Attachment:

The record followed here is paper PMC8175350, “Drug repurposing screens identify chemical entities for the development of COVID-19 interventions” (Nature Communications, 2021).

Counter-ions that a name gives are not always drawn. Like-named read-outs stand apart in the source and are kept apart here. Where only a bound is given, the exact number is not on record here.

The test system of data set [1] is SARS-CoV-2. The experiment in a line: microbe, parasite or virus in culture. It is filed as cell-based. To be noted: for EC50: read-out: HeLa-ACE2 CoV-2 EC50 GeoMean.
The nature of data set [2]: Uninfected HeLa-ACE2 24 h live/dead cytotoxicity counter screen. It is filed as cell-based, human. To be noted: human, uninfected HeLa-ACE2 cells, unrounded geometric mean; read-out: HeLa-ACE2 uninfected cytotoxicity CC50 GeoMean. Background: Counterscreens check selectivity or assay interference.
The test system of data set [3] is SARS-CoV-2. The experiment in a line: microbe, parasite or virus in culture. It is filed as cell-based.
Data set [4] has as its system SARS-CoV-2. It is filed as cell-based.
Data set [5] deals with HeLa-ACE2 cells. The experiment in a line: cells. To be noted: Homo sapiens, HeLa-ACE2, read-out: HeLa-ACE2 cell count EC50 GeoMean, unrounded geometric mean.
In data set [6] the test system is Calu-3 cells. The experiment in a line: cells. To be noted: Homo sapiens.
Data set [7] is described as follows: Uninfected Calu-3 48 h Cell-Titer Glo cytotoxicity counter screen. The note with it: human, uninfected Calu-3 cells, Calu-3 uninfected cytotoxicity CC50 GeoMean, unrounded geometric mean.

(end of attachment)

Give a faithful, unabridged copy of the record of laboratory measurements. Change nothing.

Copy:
The record followed here is paper PMC8175350, “Drug repurposing screens identify chemical entities for the development of COVID-19 interventions” (Nature Communications, 2021).

Counter-ions that a name gives are not always drawn. Like-named read-outs stand apart in the source and are kept apart here. Where only a bound is given, the exact number is not on record here.

The test system of data set [1] is SARS-CoV-2. The experiment in a line: microbe, parasite or virus in culture. It is filed as cell-based. To be noted: for EC50: read-out: HeLa-ACE2 CoV-2 EC50 GeoMean.
The nature of data set [2]: Uninfected HeLa-ACE2 24 h live/dead cytotoxicity counter screen. It is filed as cell-based, human. To be noted: human, uninfected HeLa-ACE2 cells, unrounded geometric mean; read-out: HeLa-ACE2 uninfected cytotoxicity CC50 GeoMean. Background: Counterscreens check selectivity or assay interference.
The test system of data set [3] is SARS-CoV-2. The experiment in a line: microbe, parasite or virus in culture. It is filed as cell-based.
Data set [4] has as its system SARS-CoV-2. It is filed as cell-based.
Data set [5] deals with HeLa-ACE2 cells. The experiment in a line: cells. To be noted: Homo sapiens, HeLa-ACE2, read-out: HeLa-ACE2 cell count EC50 GeoMean, unrounded geometric mean.
In data set [6] the test system is Calu-3 cells. The experiment in a line: cells. To be noted: Homo sapiens.
Data set [7] is described as follows: Uninfected Calu-3 48 h Cell-Titer Glo cytotoxicity counter screen. The note with it: human, uninfected Calu-3 cells, Calu-3 uninfected cytotoxicity CC50 GeoMean, unrounded geometric mean.